All 200 Pilot Rock junior and senior high school students squeezed into the gym, forming a giant figure 8. Each circle had an innerand outer rank, so students stood in pairs.

Speaker Geoff McLachlan told each pair to lock arms on one side, and hold out their elbows on the other side. Then he told them, on his mark, to run around the gym and touch as many blue objects as they could in thirty seconds.

Pilot Rock’s school colors are blue and gold. There is a lot of blue in the gym.

When McLachlan said, “Go!” the students erupted in activity, diving in awkward pairs at blue lines on the floor. They climbed the bleachersto blue banisters. They ran to any of the four blue walls.

After 30 seconds, they were back in their circles, eyes on McLachlan.

This was just one of a handful games he had the students play over a 90-minute time period Tuesday morning.

It’s all part of his program, called 4-Ward Momentum. The school’s anti-bullying club, Project Zero, brought him to spend the day at the school.

McLachlan said the philosopher Plato believed the real way to get to know people was to watch them play.

“He could know more about you by watching you play than by talking to you for hours and hours on end,” McLachlan said. “When I watched you play I could figure out what your school is like, figure you out as individuals.”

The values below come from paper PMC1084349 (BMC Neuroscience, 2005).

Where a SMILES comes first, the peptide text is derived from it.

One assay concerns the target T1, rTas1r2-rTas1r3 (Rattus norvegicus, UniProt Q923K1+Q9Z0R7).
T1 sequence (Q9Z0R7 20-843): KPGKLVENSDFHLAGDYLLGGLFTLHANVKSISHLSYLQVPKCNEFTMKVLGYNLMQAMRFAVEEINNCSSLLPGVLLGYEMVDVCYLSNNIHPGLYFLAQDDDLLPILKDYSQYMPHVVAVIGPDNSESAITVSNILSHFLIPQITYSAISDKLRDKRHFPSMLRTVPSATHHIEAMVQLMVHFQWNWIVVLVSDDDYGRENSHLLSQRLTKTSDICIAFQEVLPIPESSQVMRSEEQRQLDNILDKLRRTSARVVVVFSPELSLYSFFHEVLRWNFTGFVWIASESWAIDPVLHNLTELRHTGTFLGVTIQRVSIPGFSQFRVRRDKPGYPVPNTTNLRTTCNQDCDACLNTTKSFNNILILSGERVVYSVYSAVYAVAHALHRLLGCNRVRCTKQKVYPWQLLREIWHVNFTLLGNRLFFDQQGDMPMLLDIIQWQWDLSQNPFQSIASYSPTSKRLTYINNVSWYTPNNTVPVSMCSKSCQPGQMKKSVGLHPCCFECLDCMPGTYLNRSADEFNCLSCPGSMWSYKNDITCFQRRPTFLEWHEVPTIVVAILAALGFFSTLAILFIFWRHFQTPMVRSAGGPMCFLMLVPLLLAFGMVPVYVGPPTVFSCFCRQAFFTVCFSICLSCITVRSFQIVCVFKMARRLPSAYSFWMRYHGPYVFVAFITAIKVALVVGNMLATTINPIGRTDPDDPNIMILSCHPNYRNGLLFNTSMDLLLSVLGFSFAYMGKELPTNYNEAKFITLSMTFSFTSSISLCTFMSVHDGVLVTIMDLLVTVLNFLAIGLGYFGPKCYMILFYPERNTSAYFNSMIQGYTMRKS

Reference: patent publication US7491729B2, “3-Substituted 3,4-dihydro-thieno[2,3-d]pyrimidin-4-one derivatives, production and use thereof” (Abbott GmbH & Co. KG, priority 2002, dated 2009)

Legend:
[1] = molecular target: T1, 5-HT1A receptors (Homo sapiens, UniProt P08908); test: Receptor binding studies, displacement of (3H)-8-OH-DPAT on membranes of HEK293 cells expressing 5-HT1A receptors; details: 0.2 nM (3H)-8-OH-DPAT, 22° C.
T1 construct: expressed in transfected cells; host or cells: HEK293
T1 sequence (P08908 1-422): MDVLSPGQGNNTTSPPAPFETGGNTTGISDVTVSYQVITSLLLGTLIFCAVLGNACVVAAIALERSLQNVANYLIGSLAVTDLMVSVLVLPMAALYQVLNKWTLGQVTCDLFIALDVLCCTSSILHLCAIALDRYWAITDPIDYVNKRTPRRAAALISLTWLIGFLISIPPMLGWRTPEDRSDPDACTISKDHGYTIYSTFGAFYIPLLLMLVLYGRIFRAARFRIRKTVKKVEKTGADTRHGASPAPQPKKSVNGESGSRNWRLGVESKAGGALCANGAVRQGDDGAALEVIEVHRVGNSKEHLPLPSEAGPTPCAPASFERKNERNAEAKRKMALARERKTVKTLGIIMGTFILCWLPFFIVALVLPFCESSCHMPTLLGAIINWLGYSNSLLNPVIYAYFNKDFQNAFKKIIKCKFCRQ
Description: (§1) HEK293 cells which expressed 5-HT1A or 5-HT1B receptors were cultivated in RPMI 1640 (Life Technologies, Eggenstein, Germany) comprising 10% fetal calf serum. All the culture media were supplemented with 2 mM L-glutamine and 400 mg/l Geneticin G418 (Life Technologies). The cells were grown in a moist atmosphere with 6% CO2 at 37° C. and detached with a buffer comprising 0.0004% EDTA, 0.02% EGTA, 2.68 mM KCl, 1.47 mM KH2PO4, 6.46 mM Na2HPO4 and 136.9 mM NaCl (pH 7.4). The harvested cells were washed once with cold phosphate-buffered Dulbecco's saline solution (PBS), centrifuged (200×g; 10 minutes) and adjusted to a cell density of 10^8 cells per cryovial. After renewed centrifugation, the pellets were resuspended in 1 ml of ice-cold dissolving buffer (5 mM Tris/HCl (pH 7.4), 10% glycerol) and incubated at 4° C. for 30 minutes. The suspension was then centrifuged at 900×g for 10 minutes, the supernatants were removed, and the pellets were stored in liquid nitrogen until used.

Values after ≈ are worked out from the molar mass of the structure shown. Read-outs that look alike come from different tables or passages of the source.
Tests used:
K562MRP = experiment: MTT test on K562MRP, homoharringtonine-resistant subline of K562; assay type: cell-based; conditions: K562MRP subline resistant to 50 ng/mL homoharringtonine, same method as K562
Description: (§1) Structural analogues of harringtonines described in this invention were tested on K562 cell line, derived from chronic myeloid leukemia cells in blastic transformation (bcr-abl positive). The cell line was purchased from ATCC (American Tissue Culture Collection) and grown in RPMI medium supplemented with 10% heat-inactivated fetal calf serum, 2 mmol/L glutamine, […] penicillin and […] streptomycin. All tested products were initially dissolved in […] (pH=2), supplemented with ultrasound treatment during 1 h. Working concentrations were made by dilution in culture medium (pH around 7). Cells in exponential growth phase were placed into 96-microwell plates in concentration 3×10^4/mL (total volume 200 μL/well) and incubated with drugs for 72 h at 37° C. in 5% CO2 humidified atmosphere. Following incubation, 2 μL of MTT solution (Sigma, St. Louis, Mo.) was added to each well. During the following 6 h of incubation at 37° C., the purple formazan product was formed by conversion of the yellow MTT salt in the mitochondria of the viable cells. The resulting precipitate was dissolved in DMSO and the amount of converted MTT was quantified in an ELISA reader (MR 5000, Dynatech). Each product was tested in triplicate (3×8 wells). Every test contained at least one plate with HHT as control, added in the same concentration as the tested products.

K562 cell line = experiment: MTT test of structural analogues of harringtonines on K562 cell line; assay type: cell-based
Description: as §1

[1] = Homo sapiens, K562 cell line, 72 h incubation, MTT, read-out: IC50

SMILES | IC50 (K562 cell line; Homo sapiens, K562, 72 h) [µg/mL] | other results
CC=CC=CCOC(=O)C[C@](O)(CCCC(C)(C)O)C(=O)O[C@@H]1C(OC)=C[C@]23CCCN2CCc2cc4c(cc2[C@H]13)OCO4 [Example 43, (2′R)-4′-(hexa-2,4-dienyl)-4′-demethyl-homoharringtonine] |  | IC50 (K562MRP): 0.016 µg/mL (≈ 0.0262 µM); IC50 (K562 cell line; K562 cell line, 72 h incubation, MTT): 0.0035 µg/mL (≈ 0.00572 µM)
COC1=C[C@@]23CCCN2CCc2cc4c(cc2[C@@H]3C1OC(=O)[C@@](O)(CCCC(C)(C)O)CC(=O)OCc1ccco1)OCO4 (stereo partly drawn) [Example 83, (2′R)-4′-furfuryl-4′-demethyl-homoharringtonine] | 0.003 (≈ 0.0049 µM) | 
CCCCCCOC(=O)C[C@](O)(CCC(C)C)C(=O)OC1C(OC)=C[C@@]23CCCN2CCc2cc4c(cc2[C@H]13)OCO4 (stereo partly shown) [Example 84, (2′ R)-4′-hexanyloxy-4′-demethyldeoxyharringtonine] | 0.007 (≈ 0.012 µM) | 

After each exercise, he would tell each inner and outer circle to walk forward a number of steps. That way partners teamed up randomly. No one got to pick their friends.

While the elbow exercise was perhaps the most active, McLachlan also had the students talk about themselves. They gave their name, their favorite color, the number of siblings in their family.

All this work was meant to get the teens to know each other better.

“The more you know about someone, the more likely you are to treat them with kindness,” McLachlan said later. “Little pieces of information make you know more and make it easier to be nice.”

Pilot Rock is a fairly small school, with about 200 students over six grades. McLachlan has given his presentation across the country to big and small schools alike.

Big schools can be tough because not everyone knows each other. Small schools can have the opposite problem. Everyone can knows each other too well.

“That can be nice, but everyone knows your business,”?he said. “You can all be friends, but it can be difficult for the same reason.”

But he was happy with the interaction he saw between Pilot Rock students.

“I liked what I saw. I really liked what I saw,” he told the students toward the end of the morning’s activities. He liked that when they partnered up at random, the students were OK with it. “You didn’t care who that person was. You shook their hand and took a second to introduce yourself. I love it because that says a lot about your school.”

Project Zero’s club co-captains Joey GrosJacques and Taryn Ostrom both said they were happy to see their work have such a great outcome. Ostrom was glad to give fellow students a day away from regular school work.

GrosJacques said most of the kids were having a good time. Ostrom said some kids weren’t that into it, but she hoped they would still get the message.

In the afternoon, McLachlan adjusted the activities, asking harder, more personal questions. He asked if they had a loved one they trusted. He asked if they had ever lost someone. He asked about divorce.

Again, he wanted to increase communication between kids. He said it wasn't exposing the kids’ troubles publicly. It was telling other students what was going on in their lives. It was one more way, when a student sees other students in the hall, to remember they’re a person and understand what they’re going through.


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